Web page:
She can report it confidentially but it is unlikely that any regulatory agency will respond if she does; or if they do, they will make it a low priority. At the present time most if not all regulatory agencies, both state and Federal, are understaffed and underfunded; they are going to give priority to those complaints where they have a specific complaintant to respond to, not to anonymous tips that may or may not be justified. I'm not saying hers isn't - only that OSHA, the DOL, or whichever direction she decides to go can't know for certain that it is if they can't talk to her.
        The above answer, whatever it is, assumes that no legally binding and enforceable contract or CBA says otherwise. If it does, then the terms of the contract or CBA apply.

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        • #5
          She doesn't mind talking to the authorities.

          Its her work finding out it was her that blew the whistle, is what shes afraid of. Yes its true, that the law says they can't fire her for that, however Ohio is an at will state, so they can make up grounds to fire her and tie her up in court for 5 years till she wins her job back just for them to find another excuse. I may be exaggerating but I think you see my point.

          She is also concerned about being forced to sign the papers stating she was short when she doesn't believe or have a way to check that she is. She feels if she doesn't sign the papers they will suspend or fire her.

          Are those signatures considered, signing under duress since this is her only livelihood, and if she doesn't sign she may not be able to eat or have shelter?

          She really needs her job. Does that mean that she has to take unfair business practices because of that?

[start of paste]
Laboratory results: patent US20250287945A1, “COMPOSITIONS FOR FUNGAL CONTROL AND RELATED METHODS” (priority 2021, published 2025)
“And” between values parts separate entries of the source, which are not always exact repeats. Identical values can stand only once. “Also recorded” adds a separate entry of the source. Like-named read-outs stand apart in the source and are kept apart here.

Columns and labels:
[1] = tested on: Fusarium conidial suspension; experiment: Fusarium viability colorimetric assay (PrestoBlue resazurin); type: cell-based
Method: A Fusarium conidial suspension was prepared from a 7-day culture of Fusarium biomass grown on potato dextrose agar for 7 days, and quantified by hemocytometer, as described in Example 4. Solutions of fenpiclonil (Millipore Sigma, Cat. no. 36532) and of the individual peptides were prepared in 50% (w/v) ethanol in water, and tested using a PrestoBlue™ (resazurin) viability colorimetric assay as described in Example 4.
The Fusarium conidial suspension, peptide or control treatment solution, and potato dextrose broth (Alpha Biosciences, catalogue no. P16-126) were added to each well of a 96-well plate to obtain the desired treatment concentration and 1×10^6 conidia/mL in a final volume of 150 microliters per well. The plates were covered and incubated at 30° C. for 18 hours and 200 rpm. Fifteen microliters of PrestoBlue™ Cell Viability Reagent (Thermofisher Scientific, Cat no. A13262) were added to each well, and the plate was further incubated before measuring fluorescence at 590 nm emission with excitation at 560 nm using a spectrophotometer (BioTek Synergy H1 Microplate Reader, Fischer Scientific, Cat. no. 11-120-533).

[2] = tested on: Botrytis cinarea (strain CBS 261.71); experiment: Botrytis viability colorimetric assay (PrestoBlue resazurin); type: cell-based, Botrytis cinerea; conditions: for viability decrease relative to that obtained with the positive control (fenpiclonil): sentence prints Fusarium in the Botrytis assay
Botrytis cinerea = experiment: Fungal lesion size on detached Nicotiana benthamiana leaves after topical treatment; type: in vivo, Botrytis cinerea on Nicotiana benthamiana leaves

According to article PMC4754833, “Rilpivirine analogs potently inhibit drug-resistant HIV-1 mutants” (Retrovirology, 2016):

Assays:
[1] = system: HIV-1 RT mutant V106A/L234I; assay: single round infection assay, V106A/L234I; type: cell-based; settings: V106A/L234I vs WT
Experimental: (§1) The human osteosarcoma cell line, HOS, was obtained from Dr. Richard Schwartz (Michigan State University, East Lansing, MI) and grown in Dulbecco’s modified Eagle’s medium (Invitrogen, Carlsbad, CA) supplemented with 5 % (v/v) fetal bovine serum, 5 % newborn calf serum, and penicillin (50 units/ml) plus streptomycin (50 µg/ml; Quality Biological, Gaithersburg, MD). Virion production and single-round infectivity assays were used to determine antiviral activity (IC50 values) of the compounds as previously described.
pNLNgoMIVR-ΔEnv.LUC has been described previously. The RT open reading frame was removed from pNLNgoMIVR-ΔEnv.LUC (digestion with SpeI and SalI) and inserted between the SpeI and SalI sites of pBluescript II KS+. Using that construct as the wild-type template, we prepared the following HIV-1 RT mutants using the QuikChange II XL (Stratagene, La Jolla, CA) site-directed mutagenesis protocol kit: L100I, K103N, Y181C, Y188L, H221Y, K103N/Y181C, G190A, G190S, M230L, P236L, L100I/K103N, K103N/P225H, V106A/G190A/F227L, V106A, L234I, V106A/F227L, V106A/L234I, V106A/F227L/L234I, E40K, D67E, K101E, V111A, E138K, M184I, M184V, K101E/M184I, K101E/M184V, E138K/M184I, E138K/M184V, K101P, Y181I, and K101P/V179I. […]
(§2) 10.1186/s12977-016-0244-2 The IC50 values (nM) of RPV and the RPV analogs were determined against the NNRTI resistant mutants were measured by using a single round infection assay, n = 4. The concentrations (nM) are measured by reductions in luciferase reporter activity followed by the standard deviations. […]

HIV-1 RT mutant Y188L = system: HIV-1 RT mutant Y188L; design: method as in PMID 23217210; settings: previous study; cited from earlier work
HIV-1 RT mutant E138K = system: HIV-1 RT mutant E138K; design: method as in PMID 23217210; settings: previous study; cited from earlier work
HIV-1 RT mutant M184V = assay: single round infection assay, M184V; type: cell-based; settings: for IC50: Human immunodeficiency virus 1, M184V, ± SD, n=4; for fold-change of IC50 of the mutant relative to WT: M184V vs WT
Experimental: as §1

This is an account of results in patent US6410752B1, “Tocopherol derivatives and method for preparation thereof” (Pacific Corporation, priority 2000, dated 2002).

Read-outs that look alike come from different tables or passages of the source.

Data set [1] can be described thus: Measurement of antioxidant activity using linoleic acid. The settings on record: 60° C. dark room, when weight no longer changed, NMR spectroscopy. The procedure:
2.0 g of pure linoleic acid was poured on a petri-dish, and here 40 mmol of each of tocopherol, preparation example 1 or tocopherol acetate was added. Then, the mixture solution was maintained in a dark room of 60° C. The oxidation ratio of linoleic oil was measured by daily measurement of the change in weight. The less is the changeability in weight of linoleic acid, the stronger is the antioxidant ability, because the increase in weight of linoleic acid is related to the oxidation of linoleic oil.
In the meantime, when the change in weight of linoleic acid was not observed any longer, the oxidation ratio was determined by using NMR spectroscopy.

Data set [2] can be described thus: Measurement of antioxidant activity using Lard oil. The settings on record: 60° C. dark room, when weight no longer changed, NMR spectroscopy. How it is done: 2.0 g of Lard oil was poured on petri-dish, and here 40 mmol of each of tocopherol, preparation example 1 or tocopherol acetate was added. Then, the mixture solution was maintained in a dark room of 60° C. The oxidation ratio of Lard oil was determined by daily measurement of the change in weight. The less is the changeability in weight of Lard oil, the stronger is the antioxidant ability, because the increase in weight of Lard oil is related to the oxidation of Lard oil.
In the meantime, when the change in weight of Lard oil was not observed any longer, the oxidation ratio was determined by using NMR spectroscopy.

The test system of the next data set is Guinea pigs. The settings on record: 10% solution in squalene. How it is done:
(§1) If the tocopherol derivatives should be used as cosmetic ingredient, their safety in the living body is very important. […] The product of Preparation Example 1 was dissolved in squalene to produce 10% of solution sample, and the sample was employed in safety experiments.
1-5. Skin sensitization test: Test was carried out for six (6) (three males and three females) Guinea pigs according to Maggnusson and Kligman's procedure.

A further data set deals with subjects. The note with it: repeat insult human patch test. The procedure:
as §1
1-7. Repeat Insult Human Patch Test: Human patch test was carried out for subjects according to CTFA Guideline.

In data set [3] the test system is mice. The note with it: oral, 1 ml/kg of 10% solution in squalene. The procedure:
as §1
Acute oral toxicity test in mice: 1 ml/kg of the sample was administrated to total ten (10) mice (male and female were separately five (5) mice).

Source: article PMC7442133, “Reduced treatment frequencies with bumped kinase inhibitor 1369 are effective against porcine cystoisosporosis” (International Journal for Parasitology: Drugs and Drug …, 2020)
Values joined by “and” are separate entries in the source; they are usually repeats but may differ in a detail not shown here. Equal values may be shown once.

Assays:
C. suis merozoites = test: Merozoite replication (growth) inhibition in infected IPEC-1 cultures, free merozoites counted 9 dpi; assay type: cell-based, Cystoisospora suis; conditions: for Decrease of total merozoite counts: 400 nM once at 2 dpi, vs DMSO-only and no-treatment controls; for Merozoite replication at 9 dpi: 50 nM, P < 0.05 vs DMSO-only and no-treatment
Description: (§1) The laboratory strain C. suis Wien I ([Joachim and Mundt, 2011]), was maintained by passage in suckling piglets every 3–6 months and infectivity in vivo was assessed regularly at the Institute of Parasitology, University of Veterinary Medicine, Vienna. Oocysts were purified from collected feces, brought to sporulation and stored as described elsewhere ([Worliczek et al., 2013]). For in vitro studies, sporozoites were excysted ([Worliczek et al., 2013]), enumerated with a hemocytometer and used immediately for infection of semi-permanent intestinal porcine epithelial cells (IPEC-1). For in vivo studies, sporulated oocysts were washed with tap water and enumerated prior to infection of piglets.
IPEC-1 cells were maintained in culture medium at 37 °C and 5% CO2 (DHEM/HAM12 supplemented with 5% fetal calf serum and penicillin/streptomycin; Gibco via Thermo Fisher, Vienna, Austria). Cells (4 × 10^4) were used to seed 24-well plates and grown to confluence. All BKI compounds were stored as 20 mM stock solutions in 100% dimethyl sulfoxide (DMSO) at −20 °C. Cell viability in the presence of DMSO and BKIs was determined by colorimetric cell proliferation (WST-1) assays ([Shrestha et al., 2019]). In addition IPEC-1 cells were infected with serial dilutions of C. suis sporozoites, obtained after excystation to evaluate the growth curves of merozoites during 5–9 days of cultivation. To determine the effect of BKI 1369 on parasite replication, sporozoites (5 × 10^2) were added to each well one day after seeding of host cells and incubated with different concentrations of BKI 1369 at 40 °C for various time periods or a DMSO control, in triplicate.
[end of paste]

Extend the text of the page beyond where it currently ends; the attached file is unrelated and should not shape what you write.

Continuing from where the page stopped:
I appreciate you all being so helpful. I am helping her draft a plan of action, that hopefully is both safe and fair for all involved.
          Last edited by D4RK_4NG3L; 09-07-2009, 10:42 AM. Reason: Clarification.

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          • #6
            We aren't going to disagree with the "whistleblower" protection issues you raise. Although judges see through this subterfuge by employers all the time, it is expensive and time-consuming to pursue

            She can be fired if she refuses to sign the paper stating her cash drawer was short. However, she can sign with the disclaimer "do not agree with the statement made herein" or something like that. And she should make sure she gets a copy after she's signed it.

            BTW, apology accepted.
            I don't respond to Private Messages unless the moderator specifically refers you to me for that purpose. Thank you.

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            • #7
              Thank You

              Thank you.
              I will advise her to do just that sign with a disclaimer explaining the situation. Still weighing the options on the safety side of things. I know I sound like a broken record, however I do appreciate the time both of you have spent helping me.

              I hope you had a great holiday.
              Last edited by Betty3; 09-08-2009, 01:05 PM. Reason: removed link to tech website ad

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              • #8
                On the standing water issue, what caused it? Is it always there or was this a one time thing? Odds are it isn't an OSHA issue and I'm not sure why she took the picture, particularly if she isn't going to bring it to anyone's attention. Better idea would have been to get some paper towels and clean it up.
                I post with the full knowledge and support of my employer, though the opinions rendered are my own and not necessarily representative of their position. In other words, I'm a free agent.